Choosing the right doctor, I mean, real estate agent?

A man went in to have some foot surgery. His doctor was trustworthy, honest and professional. Two years later the same man needed brain surgery and insisted that his podiatrist do it because he trusted him so much. Of course, most of you would tell that guy to have a brain surgeon do the operation. We all know why.

Which brings me to this great analogy in real estate. A man, Mr. Buyer, bought a home and was represented by Realtor Bob. Bob did a great job representing Mr. Buyer. In fact, some years later, Mr. Buyer needed to move. And his automatic reaction was to call Realtor Bob. But Mr. Buyer is making the same mistake the guy in the first paragraph made. How could this be?

clay Make sure you hire the right agent, or it might be a long walk home.

As many of us know, the training for a foot surgeon and brain surgeon is very different. They are specialists in medicine. In real estate, real estate agents have only two jobs – representing buyers and sellers. But the skill set necessary to do either job is about as different as being a podiatrist or a brain surgeon.

So when Mr. Buyer bought his home, Realtor Bob functioned as a buyers agent. And years later, Mr. Buyer calls Realtor Bob to sell his home to work in the capacity of a listing agent. Does Mr. Buyer know anything about the different skills needed from an agent when they are acting as a listing agent? Probably not. Should he be concerned using an agent who may or may not have the skills to effectively market a home for sale? Well, he doesn’t have a clue. How would he know?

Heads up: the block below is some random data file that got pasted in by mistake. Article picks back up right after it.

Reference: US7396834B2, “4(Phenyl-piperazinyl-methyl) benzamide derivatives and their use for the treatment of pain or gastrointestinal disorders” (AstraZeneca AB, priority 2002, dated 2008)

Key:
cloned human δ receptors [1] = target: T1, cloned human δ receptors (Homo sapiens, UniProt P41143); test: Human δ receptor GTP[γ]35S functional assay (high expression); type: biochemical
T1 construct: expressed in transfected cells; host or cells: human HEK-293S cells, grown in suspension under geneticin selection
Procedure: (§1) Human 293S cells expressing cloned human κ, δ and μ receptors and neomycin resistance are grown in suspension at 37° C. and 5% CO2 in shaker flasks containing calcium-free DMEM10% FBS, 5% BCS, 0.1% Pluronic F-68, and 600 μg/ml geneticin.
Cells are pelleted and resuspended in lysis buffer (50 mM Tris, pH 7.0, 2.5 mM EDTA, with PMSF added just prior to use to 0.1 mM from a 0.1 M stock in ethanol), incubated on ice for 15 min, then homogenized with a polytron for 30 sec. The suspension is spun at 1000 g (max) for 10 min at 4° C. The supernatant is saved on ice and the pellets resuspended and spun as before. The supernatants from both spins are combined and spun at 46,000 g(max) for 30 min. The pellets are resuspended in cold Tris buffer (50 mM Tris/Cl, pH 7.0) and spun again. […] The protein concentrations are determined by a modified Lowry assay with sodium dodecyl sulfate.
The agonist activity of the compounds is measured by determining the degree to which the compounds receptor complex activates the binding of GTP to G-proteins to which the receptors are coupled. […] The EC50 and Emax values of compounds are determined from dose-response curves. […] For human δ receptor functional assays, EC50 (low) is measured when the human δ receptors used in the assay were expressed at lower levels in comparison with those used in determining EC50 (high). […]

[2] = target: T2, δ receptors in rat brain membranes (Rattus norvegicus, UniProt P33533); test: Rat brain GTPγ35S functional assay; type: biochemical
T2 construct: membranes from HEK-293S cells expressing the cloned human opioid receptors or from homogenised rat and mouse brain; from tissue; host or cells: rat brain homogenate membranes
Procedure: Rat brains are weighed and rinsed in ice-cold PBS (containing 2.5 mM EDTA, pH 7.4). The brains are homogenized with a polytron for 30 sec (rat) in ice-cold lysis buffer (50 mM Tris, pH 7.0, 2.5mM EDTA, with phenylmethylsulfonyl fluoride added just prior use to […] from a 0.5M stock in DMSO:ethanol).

Too often, consumers wanting to buy or sell a home will choose an agent, based on trust. Trust has nothing to competence yet consumers make choices without getting any factual information. You don’t have to be a brain surgeon to figure this out. Of course, most Realtors don’t want you to know whether they are competent in both areas. But there are ways to find out.

How Realtors Should Do Their Business

There is a simple rule for any real estate agent to follow that will minimize mistakes, assumptions and lawsuits.

This simple rule applies to any agent – a brand new agent that has never sold even one house, all the way to those top-producing agents who perform hundreds of transactions annually. Also, and all experienced agents understand this – that the respective responsibilities of working as a buyer’s representative compared with those of working as a listing agent, are completely different. Furthermore, the dynamics of relationships between buyers and sellers is wholly different as well, from the agent perspective.

But the foundation of practice for a Realtor to avoid trouble is this: NEVER, I mean NEVER, tell a buyer or seller what to do. New Orleans 2013 045Unfortunately, once agents become successful, they feel more confident in their abilites to manage and negotiate transactions. Very often that experience begins to entice agents into this trap that can get any real estate agent in big trouble.

That doesn’t mean an agent’s experience is not valuable to a client, but it’s just a matter of the agent positioning that information.

As I said, a Realtor should NEVER tell a client what to do.

Rather, use that knowledge and experience in this manner:

Super fact finder! An agent’s job is to get all the pertinent information and facts that relate to his/her clients transaction. Once the information is gathered (and this a continual process) it is important for the agent to present that information to the client in a way that there is an understanding of how it affects or applies to the transaction. Although the agent may have an opinion about that information, it is critical that they refrain from instructing the client what to do.

Most home buyers and sellers are smart enough to make decisions on their own. Let the agent get the facts, present them in a clear manner, then let the client decide what to do. If a client is bashful, insecure or unsure of a decision, the agent may offer certain scenarios or suggestions, but make it clear that the client is making the decision on their own.